The core point in all this is the robotic assumption of guilt, and – for me – the worrying bias in reporting by journalists with closed minds who wave half-baked conclusions around at random with only minimal investigation.
Still, those who live the sword must die by it. And so I present you this morning with these recorded facts from Wikipedia. In The Guardian in 1995, Moore falsely stated that Germaine Greer had undergone a hysterectomy at 25. She stood as an independent candidate for the constituency of Hackney North and Stoke Newington in the 2010 U.K General Election, finishing sixth with 0.6% of the vote. She has lived in the area for 20 years, and has three daughters by three different fathers.
I don’t have any right to cast aspersions on the basis of those recorded facts. I could look at her history, note she lives in Hokey Stokey, and think “That figures”. I could smirk at the fact that she’s lived in Stokey for 20 years – yet managed to get less than 1 in 200 of the electorate to vote for her. And of course, I could spot the three-kids-by-three-fathers notation and think, “Ah, right, hmmm”.
I don’t have the right to do any of those things, but I do so now to demonstrate to Suzanne Moore that she has no right to take a few flimsy, ill-considered allegations about Ched Evans, assume guilt on his part, and then present the legal decision as open-and-shut when it quite clearly isn’t. From top to bottom, the rape verdict against this obviously feckless twerp is riddled with holes, uncertainties – and worst of all, a Judge who thought that mouthing politically correct inanities could substitute for solid evidence to suggest guilt beyond any reasonable doubt.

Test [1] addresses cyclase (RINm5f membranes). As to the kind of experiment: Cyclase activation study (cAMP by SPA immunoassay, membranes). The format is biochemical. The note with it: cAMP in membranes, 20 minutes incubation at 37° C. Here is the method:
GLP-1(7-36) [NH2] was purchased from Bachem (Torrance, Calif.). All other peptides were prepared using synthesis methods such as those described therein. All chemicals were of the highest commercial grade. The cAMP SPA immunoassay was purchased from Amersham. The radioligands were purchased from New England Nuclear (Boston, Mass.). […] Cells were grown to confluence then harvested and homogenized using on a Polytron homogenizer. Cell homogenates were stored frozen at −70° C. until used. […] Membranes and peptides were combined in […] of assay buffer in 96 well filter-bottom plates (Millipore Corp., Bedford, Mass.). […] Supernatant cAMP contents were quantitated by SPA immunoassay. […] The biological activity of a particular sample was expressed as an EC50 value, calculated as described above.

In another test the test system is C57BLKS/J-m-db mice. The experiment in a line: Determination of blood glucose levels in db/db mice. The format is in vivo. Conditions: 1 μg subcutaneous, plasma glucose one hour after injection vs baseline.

The time will come a few years from now when people currently toddling about while throwing their food around the kitchen will read up on some of the contemporary assumptive tenets of delusional feminism, and wonder what on earth real people were saying about them. Sadly, that seems to me to be a long way off: in 2015 Britain, it seems OK for the progressive press to be judge and jury in the DSK case based on his deserved reputation as a droit de seigneur sex-pest….and also OK to take no cognisance whatsoever of a 19 year old woman’s lifestyle and outlook on casual sex. The liberal press has done both those things: it was proven 100% wrong in the case of DSK, and I suspect it may well be in the case of Ched Evans.